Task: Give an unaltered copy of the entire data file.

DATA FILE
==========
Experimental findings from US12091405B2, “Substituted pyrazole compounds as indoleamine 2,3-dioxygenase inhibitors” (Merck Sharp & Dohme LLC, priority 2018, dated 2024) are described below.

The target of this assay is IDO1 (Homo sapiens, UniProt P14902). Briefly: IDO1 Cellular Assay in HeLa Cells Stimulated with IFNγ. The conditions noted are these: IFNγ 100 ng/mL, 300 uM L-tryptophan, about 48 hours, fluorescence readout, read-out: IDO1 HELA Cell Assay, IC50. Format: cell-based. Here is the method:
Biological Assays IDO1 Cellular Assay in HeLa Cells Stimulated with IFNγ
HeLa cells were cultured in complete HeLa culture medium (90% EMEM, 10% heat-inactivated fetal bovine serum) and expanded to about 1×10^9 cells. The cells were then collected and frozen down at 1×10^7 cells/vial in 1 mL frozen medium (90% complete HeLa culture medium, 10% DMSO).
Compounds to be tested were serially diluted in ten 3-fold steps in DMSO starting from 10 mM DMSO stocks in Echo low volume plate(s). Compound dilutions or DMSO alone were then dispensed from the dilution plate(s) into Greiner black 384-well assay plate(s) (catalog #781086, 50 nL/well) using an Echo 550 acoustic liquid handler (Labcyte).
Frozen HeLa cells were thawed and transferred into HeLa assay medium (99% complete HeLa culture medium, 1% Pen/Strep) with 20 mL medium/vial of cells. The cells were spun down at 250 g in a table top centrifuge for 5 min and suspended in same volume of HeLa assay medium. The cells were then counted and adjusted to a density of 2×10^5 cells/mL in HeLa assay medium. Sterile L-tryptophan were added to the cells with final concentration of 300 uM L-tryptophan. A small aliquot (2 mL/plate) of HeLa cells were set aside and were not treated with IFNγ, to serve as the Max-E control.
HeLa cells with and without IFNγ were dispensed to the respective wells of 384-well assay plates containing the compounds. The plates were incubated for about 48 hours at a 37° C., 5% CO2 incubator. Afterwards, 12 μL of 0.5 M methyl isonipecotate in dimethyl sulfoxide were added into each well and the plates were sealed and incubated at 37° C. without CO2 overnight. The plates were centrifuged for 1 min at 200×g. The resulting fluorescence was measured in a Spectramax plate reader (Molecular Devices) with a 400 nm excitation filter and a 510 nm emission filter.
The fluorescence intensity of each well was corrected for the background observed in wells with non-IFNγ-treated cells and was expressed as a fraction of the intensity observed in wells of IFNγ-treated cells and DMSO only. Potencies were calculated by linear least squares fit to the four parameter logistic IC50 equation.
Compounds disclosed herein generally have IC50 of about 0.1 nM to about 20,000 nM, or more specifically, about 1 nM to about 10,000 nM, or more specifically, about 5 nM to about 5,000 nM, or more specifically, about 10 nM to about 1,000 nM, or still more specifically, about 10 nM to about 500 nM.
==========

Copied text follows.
Experimental findings from US12091405B2, “Substituted pyrazole compounds as indoleamine 2,3-dioxygenase inhibitors” (Merck Sharp & Dohme LLC, priority 2018, dated 2024) are described below.

The target of this assay is IDO1 (Homo sapiens, UniProt P14902). Briefly: IDO1 Cellular Assay in HeLa Cells Stimulated with IFNγ. The conditions noted are these: IFNγ 100 ng/mL, 300 uM L-tryptophan, about 48 hours, fluorescence readout, read-out: IDO1 HELA Cell Assay, IC50. Format: cell-based. Here is the method:
Biological Assays IDO1 Cellular Assay in HeLa Cells Stimulated with IFNγ
HeLa cells were cultured in complete HeLa culture medium (90% EMEM, 10% heat-inactivated fetal bovine serum) and expanded to about 1×10^9 cells. The cells were then collected and frozen down at 1×10^7 cells/vial in 1 mL frozen medium (90% complete HeLa culture medium, 10% DMSO).
Compounds to be tested were serially diluted in ten 3-fold steps in DMSO starting from 10 mM DMSO stocks in Echo low volume plate(s). Compound dilutions or DMSO alone were then dispensed from the dilution plate(s) into Greiner black 384-well assay plate(s) (catalog #781086, 50 nL/well) using an Echo 550 acoustic liquid handler (Labcyte).
Frozen HeLa cells were thawed and transferred into HeLa assay medium (99% complete HeLa culture medium, 1% Pen/Strep) with 20 mL medium/vial of cells. The cells were spun down at 250 g in a table top centrifuge for 5 min and suspended in same volume of HeLa assay medium. The cells were then counted and adjusted to a density of 2×10^5 cells/mL in HeLa assay medium. Sterile L-tryptophan were added to the cells with final concentration of 300 uM L-tryptophan. A small aliquot (2 mL/plate) of HeLa cells were set aside and were not treated with IFNγ, to serve as the Max-E control.
HeLa cells with and without IFNγ were dispensed to the respective wells of 384-well assay plates containing the compounds. The plates were incubated for about 48 hours at a 37° C., 5% CO2 incubator. Afterwards, 12 μL of 0.5 M methyl isonipecotate in dimethyl sulfoxide were added into each well and the plates were sealed and incubated at 37° C. without CO2 overnight. The plates were centrifuged for 1 min at 200×g. The resulting fluorescence was measured in a Spectramax plate reader (Molecular Devices) with a 400 nm excitation filter and a 510 nm emission filter.
The fluorescence intensity of each well was corrected for the background observed in wells with non-IFNγ-treated cells and was expressed as a fraction of the intensity observed in wells of IFNγ-treated cells and DMSO only. Potencies were calculated by linear least squares fit to the four parameter logistic IC50 equation.
Compounds disclosed herein generally have IC50 of about 0.1 nM to about 20,000 nM, or more specifically, about 1 nM to about 10,000 nM, or more specifically, about 5 nM to about 5,000 nM, or more specifically, about 10 nM to about 1,000 nM, or still more specifically, about 10 nM to about 500 nM.